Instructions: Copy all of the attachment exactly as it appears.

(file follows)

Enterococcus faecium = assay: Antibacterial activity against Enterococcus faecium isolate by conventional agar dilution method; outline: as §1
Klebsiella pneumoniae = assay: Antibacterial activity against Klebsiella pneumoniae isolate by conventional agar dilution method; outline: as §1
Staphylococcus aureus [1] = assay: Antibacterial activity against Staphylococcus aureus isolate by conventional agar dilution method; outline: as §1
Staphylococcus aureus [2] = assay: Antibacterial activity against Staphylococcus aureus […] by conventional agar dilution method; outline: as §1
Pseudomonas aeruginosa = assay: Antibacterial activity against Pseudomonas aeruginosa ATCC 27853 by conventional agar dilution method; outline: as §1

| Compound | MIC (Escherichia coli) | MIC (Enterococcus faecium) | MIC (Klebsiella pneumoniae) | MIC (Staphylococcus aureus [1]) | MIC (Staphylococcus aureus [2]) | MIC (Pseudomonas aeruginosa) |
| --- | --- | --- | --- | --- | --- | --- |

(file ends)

Enterococcus faecium = assay: Antibacterial activity against Enterococcus faecium isolate by conventional agar dilution method; outline: as §1
Klebsiella pneumoniae = assay: Antibacterial activity against Klebsiella pneumoniae isolate by conventional agar dilution method; outline: as §1
Staphylococcus aureus [1] = assay: Antibacterial activity against Staphylococcus aureus isolate by conventional agar dilution method; outline: as §1
Staphylococcus aureus [2] = assay: Antibacterial activity against Staphylococcus aureus […] by conventional agar dilution method; outline: as §1
Pseudomonas aeruginosa = assay: Antibacterial activity against Pseudomonas aeruginosa ATCC 27853 by conventional agar dilution method; outline: as §1

| Compound | MIC (Escherichia coli) | MIC (Enterococcus faecium) | MIC (Klebsiella pneumoniae) | MIC (Staphylococcus aureus [1]) | MIC (Staphylococcus aureus [2]) | MIC (Pseudomonas aeruginosa) |
| --- | --- | --- | --- | --- | --- | --- |